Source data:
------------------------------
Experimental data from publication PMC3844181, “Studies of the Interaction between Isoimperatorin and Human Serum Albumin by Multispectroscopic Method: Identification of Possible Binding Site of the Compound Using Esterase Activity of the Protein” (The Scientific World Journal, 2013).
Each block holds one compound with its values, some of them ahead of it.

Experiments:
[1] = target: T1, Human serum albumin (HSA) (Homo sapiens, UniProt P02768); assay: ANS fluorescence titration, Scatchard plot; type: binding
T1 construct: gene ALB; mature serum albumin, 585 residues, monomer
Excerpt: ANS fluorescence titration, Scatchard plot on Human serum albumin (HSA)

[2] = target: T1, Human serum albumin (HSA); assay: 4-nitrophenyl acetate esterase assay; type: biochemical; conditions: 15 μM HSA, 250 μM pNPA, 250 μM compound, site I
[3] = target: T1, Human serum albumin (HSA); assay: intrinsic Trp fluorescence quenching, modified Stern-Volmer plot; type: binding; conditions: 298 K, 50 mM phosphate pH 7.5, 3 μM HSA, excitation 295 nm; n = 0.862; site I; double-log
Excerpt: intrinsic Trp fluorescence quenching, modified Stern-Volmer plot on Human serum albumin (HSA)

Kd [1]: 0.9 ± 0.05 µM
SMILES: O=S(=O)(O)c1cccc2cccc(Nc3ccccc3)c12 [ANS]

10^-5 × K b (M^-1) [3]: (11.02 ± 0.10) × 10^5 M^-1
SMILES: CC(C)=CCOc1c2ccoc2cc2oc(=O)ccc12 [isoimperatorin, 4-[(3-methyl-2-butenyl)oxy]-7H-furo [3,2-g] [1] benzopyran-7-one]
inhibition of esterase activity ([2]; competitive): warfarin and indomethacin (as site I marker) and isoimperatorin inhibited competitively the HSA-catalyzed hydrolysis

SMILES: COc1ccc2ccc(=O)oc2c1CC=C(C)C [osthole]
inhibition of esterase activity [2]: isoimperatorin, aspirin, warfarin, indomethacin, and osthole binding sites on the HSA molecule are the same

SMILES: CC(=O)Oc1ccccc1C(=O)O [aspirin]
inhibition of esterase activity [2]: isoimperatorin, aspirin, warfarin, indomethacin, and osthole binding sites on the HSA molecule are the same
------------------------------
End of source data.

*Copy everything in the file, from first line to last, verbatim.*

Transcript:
Experimental data from publication PMC3844181, “Studies of the Interaction between Isoimperatorin and Human Serum Albumin by Multispectroscopic Method: Identification of Possible Binding Site of the Compound Using Esterase Activity of the Protein” (The Scientific World Journal, 2013).
Each block holds one compound with its values, some of them ahead of it.

Experiments:
[1] = target: T1, Human serum albumin (HSA) (Homo sapiens, UniProt P02768); assay: ANS fluorescence titration, Scatchard plot; type: binding
T1 construct: gene ALB; mature serum albumin, 585 residues, monomer
Excerpt: ANS fluorescence titration, Scatchard plot on Human serum albumin (HSA)

[2] = target: T1, Human serum albumin (HSA); assay: 4-nitrophenyl acetate esterase assay; type: biochemical; conditions: 15 μM HSA, 250 μM pNPA, 250 μM compound, site I
[3] = target: T1, Human serum albumin (HSA); assay: intrinsic Trp fluorescence quenching, modified Stern-Volmer plot; type: binding; conditions: 298 K, 50 mM phosphate pH 7.5, 3 μM HSA, excitation 295 nm; n = 0.862; site I; double-log
Excerpt: intrinsic Trp fluorescence quenching, modified Stern-Volmer plot on Human serum albumin (HSA)

Kd [1]: 0.9 ± 0.05 µM
SMILES: O=S(=O)(O)c1cccc2cccc(Nc3ccccc3)c12 [ANS]

10^-5 × K b (M^-1) [3]: (11.02 ± 0.10) × 10^5 M^-1
SMILES: CC(C)=CCOc1c2ccoc2cc2oc(=O)ccc12 [isoimperatorin, 4-[(3-methyl-2-butenyl)oxy]-7H-furo [3,2-g] [1] benzopyran-7-one]
inhibition of esterase activity ([2]; competitive): warfarin and indomethacin (as site I marker) and isoimperatorin inhibited competitively the HSA-catalyzed hydrolysis

SMILES: COc1ccc2ccc(=O)oc2c1CC=C(C)C [osthole]
inhibition of esterase activity [2]: isoimperatorin, aspirin, warfarin, indomethacin, and osthole binding sites on the HSA molecule are the same

SMILES: CC(=O)Oc1ccccc1C(=O)O [aspirin]
inhibition of esterase activity [2]: isoimperatorin, aspirin, warfarin, indomethacin, and osthole binding sites on the HSA molecule are the same